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All Saints' Church, Darton

Welcome to All Saints' Church, Darton.  Our beautiful church is full of over 500 years of history while still serving the community of Darton and Kexborough in the 21st century.  


We welcome all comers to our worship at All Saints church, and if you want an informal look around, the church is open every Saturday morning from 9.30 until noon.  You are welcome to drop in and explore centuries of heritage and Christian witness. 

Please click on the links below to find out more about what goes on at All Saints.

Our Story

The age of Darton Church is not known, but a church was built at Darton in the twelfth century.  Tradition has it that the church was badly damaged by fire sometime in the fifteenth century, and the church we see today is the result of alterations made by the monks of Monk Bretton Priory.  This rebuilding was completed in 1517 and is one of the most complete and unaltered Late Perpendicular churches in South Yorkshire.  The rebuilding is confirmed by a Latin inscription carved in Oak in the Chancel which attributes the rebuilding work to Thomas Tykell, Prior of Monk Bretton.  Members of the De Lacy family, Chief Lords of the Honour of Pontefract, were the founders of this rebuilt church.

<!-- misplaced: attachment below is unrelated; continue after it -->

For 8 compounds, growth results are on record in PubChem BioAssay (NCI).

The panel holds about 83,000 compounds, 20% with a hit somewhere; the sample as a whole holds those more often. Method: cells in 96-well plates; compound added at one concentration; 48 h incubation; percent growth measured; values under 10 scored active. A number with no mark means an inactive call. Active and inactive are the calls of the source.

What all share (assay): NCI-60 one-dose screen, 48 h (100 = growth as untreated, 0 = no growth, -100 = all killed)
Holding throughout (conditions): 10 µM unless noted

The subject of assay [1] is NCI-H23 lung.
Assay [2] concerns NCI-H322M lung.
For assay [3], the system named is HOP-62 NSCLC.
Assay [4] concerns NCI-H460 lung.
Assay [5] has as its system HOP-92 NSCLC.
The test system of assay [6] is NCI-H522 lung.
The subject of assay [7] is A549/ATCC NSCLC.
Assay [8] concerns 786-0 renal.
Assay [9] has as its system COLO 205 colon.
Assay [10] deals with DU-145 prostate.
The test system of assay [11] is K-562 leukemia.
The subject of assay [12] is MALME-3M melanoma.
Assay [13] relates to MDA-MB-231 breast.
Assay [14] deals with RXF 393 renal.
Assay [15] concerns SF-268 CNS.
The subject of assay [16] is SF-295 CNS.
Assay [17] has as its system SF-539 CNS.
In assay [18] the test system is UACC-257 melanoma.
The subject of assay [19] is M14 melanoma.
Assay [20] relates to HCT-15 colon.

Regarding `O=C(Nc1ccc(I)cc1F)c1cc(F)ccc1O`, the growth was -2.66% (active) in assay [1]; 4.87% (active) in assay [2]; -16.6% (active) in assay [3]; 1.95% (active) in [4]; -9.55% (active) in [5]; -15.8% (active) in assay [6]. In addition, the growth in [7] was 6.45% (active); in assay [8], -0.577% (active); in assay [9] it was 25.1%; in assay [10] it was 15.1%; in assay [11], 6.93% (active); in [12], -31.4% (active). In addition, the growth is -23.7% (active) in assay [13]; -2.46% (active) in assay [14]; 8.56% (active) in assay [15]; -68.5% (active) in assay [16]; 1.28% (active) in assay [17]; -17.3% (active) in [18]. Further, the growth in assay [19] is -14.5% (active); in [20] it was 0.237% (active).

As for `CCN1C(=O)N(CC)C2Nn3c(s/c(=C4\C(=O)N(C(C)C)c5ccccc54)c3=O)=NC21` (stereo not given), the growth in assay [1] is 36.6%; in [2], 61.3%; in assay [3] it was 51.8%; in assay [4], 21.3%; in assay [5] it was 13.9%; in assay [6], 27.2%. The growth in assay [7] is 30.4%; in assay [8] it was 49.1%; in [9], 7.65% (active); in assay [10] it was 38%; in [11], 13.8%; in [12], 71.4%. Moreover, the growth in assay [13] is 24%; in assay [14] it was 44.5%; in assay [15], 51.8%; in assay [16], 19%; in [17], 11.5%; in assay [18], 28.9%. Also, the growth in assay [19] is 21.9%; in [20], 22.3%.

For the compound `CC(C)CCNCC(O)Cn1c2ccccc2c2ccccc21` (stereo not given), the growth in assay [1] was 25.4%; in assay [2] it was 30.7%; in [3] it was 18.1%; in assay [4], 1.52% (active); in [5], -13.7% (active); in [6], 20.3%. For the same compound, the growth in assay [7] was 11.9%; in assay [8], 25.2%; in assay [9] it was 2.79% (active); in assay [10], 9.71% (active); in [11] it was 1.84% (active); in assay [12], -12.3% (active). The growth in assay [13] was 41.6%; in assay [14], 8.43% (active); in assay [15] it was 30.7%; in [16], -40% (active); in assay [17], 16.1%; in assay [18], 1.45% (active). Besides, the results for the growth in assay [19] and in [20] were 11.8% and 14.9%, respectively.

Darton Church was founded by a member of the De Laci family, who were the Chief Lords of the Honour of Pontefract. In the early days there was a dispute between the De Laci's and Peter De Birthwaite as to who possessed the advowson of Darton. The patronage of the living passed from the De Laci's to the Earls of Lancaster and then to the crown.


In 1484 King Richard III gave the living of Darton to Monk Bretton Priory in exchange for Holcombe Forest in Westmorland. When King Richard III was defeated by Henry Tudor all his acts were revoked, and David Hunter, the first vicar of Darton, was replaced in 1486 but later re-instated. After the dissolution of Monk Bretton Priory, the advowson passed back to the crown, thence to the Marsh family at the end of the 16th century to their relative George Carr, and after the civil war to the Wentworth family of Woolley. At the end of the 18th century the patronage passed to the Beaumont family of Bretton Hall with whom it remained until 1959 when Viscount Allendale's trustees gave the Right of Patronage to the Bishop of Wakefield. The parish registers date from 1539 and are the oldest in the district.

The church is one of five local sister churches which share the same architectural design.  The others can be found in Cawthorne, Royston, High Hoyland and Silkstone.

In the South trancept there is a handsome marble monument to the memory of John Silvester, Lord of Birthwaite and Kexborough.  Silvester lived at Birthwaite Hall, which he purchased from the Burdett family. As well as being responsible for the construction of a school in Kexborough, he was originally a blacksmith, and was the inventor of a curious chain made to go across the Thames. He died aged 70, in 1722.

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